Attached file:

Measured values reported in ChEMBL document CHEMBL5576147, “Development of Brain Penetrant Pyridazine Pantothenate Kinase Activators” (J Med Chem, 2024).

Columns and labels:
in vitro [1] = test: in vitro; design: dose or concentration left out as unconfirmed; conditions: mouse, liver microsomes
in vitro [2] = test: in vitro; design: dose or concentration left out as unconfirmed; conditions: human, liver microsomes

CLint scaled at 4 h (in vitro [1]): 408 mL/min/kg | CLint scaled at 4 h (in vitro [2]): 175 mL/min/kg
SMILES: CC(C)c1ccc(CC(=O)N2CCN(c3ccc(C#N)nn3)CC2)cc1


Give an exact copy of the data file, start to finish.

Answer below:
Measured values reported in ChEMBL document CHEMBL5576147, “Development of Brain Penetrant Pyridazine Pantothenate Kinase Activators” (J Med Chem, 2024).

Columns and labels:
in vitro [1] = test: in vitro; design: dose or concentration left out as unconfirmed; conditions: mouse, liver microsomes
in vitro [2] = test: in vitro; design: dose or concentration left out as unconfirmed; conditions: human, liver microsomes

CLint scaled at 4 h (in vitro [1]): 408 mL/min/kg | CLint scaled at 4 h (in vitro [2]): 175 mL/min/kg
SMILES: CC(C)c1ccc(CC(=O)N2CCN(c3ccc(C#N)nn3)CC2)cc1